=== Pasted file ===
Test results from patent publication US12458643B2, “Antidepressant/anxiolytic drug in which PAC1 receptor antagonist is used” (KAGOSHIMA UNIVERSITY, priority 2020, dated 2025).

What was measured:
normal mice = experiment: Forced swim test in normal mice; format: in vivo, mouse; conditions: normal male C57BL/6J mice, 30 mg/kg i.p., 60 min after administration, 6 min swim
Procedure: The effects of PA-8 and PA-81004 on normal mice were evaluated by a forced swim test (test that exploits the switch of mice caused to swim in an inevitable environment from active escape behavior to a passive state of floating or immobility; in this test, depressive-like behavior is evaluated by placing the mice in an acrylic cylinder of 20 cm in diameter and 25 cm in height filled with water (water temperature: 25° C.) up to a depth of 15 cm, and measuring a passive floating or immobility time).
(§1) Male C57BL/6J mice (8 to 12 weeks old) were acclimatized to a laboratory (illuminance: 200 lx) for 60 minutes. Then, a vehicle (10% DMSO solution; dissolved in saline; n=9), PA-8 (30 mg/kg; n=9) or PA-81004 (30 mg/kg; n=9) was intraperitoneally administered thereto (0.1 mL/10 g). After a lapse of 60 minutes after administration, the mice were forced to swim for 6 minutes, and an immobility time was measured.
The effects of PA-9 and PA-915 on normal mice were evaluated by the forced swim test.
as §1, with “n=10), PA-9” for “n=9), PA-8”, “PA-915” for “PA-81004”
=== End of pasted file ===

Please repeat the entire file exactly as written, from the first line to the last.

Test results from patent publication US12458643B2, “Antidepressant/anxiolytic drug in which PAC1 receptor antagonist is used” (KAGOSHIMA UNIVERSITY, priority 2020, dated 2025).

What was measured:
normal mice = experiment: Forced swim test in normal mice; format: in vivo, mouse; conditions: normal male C57BL/6J mice, 30 mg/kg i.p., 60 min after administration, 6 min swim
Procedure: The effects of PA-8 and PA-81004 on normal mice were evaluated by a forced swim test (test that exploits the switch of mice caused to swim in an inevitable environment from active escape behavior to a passive state of floating or immobility; in this test, depressive-like behavior is evaluated by placing the mice in an acrylic cylinder of 20 cm in diameter and 25 cm in height filled with water (water temperature: 25° C.) up to a depth of 15 cm, and measuring a passive floating or immobility time).
(§1) Male C57BL/6J mice (8 to 12 weeks old) were acclimatized to a laboratory (illuminance: 200 lx) for 60 minutes. Then, a vehicle (10% DMSO solution; dissolved in saline; n=9), PA-8 (30 mg/kg; n=9) or PA-81004 (30 mg/kg; n=9) was intraperitoneally administered thereto (0.1 mL/10 g). After a lapse of 60 minutes after administration, the mice were forced to swim for 6 minutes, and an immobility time was measured.
The effects of PA-9 and PA-915 on normal mice were evaluated by the forced swim test.
as §1, with “n=10), PA-9” for “n=9), PA-8”, “PA-915” for “PA-81004”